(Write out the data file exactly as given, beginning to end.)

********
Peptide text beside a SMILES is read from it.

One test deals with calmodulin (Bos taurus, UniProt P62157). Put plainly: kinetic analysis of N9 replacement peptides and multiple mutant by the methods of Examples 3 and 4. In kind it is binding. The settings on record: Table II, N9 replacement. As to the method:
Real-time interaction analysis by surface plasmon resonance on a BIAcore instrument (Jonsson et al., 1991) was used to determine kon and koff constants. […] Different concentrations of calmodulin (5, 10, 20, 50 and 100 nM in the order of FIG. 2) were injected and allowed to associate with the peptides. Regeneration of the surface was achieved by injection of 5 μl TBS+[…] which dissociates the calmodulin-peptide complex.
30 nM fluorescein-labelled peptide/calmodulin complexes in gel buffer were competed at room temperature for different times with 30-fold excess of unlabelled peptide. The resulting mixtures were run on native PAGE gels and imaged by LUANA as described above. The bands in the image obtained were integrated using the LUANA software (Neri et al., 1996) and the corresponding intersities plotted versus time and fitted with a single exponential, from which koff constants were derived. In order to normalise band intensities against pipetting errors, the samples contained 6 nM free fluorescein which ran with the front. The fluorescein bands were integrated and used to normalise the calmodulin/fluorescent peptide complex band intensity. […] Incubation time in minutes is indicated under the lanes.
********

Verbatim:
Peptide text beside a SMILES is read from it.

One test deals with calmodulin (Bos taurus, UniProt P62157). Put plainly: kinetic analysis of N9 replacement peptides and multiple mutant by the methods of Examples 3 and 4. In kind it is binding. The settings on record: Table II, N9 replacement. As to the method:
Real-time interaction analysis by surface plasmon resonance on a BIAcore instrument (Jonsson et al., 1991) was used to determine kon and koff constants. […] Different concentrations of calmodulin (5, 10, 20, 50 and 100 nM in the order of FIG. 2) were injected and allowed to associate with the peptides. Regeneration of the surface was achieved by injection of 5 μl TBS+[…] which dissociates the calmodulin-peptide complex.
30 nM fluorescein-labelled peptide/calmodulin complexes in gel buffer were competed at room temperature for different times with 30-fold excess of unlabelled peptide. The resulting mixtures were run on native PAGE gels and imaged by LUANA as described above. The bands in the image obtained were integrated using the LUANA software (Neri et al., 1996) and the corresponding intersities plotted versus time and fitted with a single exponential, from which koff constants were derived. In order to normalise band intensities against pipetting errors, the samples contained 6 nM free fluorescein which ran with the front. The fluorescein bands were integrated and used to normalise the calmodulin/fluorescent peptide complex band intensity. […] Incubation time in minutes is indicated under the lanes.